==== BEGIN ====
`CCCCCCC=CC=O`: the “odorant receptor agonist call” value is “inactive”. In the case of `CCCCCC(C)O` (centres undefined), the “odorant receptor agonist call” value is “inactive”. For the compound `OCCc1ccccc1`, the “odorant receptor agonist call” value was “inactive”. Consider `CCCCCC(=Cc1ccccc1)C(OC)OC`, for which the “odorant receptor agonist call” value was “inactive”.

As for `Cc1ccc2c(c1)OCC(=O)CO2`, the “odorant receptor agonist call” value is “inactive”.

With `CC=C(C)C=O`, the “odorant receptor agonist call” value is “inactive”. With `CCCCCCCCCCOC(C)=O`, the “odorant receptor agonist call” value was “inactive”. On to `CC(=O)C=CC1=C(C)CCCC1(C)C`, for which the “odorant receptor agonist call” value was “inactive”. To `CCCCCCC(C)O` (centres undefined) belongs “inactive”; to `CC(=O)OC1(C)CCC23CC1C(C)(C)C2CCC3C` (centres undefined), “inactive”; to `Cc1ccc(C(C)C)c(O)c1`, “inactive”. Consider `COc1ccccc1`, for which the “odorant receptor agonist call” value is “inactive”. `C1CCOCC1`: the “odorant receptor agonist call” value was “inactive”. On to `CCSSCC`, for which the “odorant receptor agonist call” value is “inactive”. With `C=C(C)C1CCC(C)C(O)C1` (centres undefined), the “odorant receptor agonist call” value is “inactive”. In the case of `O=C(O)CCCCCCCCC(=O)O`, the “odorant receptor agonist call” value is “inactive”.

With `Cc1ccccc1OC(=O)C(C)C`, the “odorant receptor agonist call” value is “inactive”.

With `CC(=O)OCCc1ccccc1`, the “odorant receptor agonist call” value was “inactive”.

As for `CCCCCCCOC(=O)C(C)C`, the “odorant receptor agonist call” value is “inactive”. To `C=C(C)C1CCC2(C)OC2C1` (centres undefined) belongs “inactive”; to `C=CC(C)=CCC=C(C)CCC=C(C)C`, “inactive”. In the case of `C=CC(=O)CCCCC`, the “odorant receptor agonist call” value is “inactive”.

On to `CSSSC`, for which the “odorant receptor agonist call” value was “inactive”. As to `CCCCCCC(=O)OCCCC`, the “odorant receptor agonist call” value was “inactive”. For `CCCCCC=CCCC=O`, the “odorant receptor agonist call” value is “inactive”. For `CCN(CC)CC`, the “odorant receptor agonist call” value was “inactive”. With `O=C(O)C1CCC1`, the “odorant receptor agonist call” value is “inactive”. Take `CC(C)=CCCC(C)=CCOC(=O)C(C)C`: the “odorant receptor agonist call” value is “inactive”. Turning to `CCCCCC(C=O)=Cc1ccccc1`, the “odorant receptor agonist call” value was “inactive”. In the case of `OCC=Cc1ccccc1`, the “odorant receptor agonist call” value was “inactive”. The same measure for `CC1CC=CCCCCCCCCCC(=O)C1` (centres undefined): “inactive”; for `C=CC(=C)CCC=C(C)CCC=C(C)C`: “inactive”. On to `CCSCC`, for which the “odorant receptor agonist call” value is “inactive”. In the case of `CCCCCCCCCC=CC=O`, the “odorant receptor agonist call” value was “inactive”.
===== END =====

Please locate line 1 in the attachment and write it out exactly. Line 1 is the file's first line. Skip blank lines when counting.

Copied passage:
`CCCCCCC=CC=O`: the “odorant receptor agonist call” value is “inactive”. In the case of `CCCCCC(C)O` (centres undefined), the “odorant receptor agonist call” value is “inactive”. For the compound `OCCc1ccccc1`, the “odorant receptor agonist call” value was “inactive”. Consider `CCCCCC(=Cc1ccccc1)C(OC)OC`, for which the “odorant receptor agonist call” value was “inactive”.